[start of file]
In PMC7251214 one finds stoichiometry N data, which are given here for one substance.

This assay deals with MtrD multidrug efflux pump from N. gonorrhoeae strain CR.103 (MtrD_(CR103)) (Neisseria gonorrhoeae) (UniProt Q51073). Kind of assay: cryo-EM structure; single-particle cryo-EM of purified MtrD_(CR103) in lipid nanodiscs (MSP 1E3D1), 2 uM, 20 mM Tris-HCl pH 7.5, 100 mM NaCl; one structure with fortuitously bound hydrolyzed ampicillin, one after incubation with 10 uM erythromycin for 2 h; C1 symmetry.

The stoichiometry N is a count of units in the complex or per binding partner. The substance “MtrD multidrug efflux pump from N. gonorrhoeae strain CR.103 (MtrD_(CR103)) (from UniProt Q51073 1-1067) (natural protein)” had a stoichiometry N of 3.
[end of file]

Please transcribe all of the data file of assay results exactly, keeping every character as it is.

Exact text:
In PMC7251214 one finds stoichiometry N data, which are given here for one substance.

This assay deals with MtrD multidrug efflux pump from N. gonorrhoeae strain CR.103 (MtrD_(CR103)) (Neisseria gonorrhoeae) (UniProt Q51073). Kind of assay: cryo-EM structure; single-particle cryo-EM of purified MtrD_(CR103) in lipid nanodiscs (MSP 1E3D1), 2 uM, 20 mM Tris-HCl pH 7.5, 100 mM NaCl; one structure with fortuitously bound hydrolyzed ampicillin, one after incubation with 10 uM erythromycin for 2 h; C1 symmetry.

The stoichiometry N is a count of units in the complex or per binding partner. The substance “MtrD multidrug efflux pump from N. gonorrhoeae strain CR.103 (MtrD_(CR103)) (from UniProt Q51073 1-1067) (natural protein)” had a stoichiometry N of 3.